The Invention of Clothing, Foot Wear and First Human Steps to Modernity
Much later, also other ‘inventions’ occurred that reduced the contact with infectious organisms. Examples hereof are the use of shoes (already around 40,000 years ago, as observed from a change in anatomy of the proximal pedal phalanges) (Trinkaus 2005) and man-made clothing (Fisher 1981). Even today, some regions of the pristine Amazon forest are inhabited by local tribes that do not wear shoes or extensive clothing. It is well known however, that many of these indigenous tribes became almost extinct due to the fightings or due to the contagious diseases that the contacts with Western discoverers and colonists procured them in the fifteenth and twentieth centuries (Olson 1991). With the use of fire, man could also fabricate other tools (iron-made in stead of stone-made), which led to numerous wars and conquests, and also led to a constant changing of the inhabited domains.
Changes in the Domestic Environment
History of Hygiene and Sanitation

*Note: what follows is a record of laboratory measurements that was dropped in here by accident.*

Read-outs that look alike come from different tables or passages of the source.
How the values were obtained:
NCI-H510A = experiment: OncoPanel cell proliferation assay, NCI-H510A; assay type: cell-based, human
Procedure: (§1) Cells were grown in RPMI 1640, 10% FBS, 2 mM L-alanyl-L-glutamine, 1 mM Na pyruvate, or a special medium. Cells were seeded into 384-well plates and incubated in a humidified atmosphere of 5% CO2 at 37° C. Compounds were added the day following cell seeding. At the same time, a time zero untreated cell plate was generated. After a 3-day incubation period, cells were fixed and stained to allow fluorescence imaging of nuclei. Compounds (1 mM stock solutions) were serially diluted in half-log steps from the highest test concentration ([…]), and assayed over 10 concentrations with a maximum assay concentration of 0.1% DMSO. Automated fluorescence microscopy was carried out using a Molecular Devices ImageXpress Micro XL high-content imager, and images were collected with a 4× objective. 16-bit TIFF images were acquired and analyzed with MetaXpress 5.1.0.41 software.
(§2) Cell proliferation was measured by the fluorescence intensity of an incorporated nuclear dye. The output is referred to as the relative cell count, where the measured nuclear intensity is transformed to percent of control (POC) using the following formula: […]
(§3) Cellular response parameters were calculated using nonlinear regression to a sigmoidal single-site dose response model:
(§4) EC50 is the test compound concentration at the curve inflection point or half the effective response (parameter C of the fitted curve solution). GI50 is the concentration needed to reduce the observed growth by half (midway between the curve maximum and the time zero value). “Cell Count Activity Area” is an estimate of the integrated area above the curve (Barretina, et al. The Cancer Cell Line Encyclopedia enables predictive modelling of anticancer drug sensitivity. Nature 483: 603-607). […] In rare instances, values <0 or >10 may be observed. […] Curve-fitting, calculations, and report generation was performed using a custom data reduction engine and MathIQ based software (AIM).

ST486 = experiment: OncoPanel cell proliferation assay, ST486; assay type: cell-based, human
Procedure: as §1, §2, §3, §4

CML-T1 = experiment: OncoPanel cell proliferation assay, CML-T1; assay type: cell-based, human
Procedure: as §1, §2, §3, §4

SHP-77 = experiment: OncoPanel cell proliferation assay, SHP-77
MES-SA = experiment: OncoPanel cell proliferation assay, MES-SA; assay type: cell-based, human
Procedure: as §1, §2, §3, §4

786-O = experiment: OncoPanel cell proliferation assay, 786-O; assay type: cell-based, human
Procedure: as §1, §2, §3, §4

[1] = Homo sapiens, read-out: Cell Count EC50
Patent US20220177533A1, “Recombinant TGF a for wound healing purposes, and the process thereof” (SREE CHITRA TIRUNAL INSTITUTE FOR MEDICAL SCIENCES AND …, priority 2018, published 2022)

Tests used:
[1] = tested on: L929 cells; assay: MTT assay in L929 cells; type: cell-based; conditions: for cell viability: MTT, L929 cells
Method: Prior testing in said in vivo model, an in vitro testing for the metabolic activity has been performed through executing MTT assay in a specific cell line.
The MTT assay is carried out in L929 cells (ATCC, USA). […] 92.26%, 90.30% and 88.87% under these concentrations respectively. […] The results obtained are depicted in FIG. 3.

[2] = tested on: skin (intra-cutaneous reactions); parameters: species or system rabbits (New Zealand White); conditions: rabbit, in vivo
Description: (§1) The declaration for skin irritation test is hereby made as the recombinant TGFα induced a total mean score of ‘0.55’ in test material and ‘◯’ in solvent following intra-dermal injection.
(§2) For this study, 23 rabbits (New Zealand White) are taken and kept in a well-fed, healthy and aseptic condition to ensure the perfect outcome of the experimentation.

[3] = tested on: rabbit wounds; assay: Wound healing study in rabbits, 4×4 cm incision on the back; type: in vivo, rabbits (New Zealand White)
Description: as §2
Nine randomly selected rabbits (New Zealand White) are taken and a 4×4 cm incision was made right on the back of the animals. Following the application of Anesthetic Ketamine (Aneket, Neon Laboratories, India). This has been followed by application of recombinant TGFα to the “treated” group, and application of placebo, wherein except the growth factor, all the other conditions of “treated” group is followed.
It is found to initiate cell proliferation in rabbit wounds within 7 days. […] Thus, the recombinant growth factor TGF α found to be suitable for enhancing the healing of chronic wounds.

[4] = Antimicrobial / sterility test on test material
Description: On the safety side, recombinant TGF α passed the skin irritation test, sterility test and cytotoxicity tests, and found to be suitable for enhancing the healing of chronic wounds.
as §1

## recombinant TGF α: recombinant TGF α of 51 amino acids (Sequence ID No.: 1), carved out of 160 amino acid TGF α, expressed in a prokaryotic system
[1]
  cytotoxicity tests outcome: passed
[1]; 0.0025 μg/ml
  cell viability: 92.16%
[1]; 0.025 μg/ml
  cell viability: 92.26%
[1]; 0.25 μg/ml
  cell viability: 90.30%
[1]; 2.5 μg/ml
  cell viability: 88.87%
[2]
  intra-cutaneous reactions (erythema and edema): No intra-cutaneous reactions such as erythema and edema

The changes in contacts between man and his biological and microbiological companions are most dramatically observed in the domestic environment. For instance, it is known that - much unlike our postmodern, industrialized societies - common houses in large parts of the so-called ‘civilized’ world didn’t have water-supplied sanitation until the Modern Ages (17th – 18th centuries). From historical sources (references not listed) it is well known that even in famous royal palaces like Versailles (Paris, France) modern sanitation was lacking. For the common people, however, these were unaccessible places. However, the Minoan civilization of Crete (around 1800 BC, at Knossos) was the first to utilize an underground system of clay pipes and a complex network of masonry for sanitation and water supply (for pressurized showers) (Anonymous 1989). Ancient cultures in the Indus Valley, Egypt and Persia were also using a water management system based on aquaducts (Persia) and copper pipes (Indus, Egypt), the latter used for privileged settlements only (Anonymous http://enlightenme.com/ancient_plumbing). The Persian ‘qanats’ (aquaducts) at the city of Zarach (Zārj, Iran), going back to 1000 BC, are still in use today (Anonymous http://enlightenme.com/ancient_plumbing). Later the Greek of Athens and Asia Minor and the Romans developed an indoor plumbing system for water supply, raising suspicion though about the large-scale lead poisoning in Roman culture. Around the same period in China, the Qin and Han Dynasties (200 BC–200 AD) were familiar with the use of plumbing, using bamboo instead of lead pipes. The Mayans in Central-America, and not the Spanish conquerors, also used an indoor system of pressurized water to construct the first known flush toilets (at the Maya city of Palenque, Mexico) (French and Duffy 2010). However, for many centuries much of these technologies - being lost during the Middle Ages - had disappeared from large regions of the world, including from North-Africa, Europe and Central-Asia (Anonymous http://enlightenme.com/ancient_plumbing). Therefore, it is reasonable to assume that the cumulative effects of increased hygiene measures would only appear in the last few centuries, especially in the West. Because although piped water may have been around for centuries, its access for the mass of people was achieved only recently.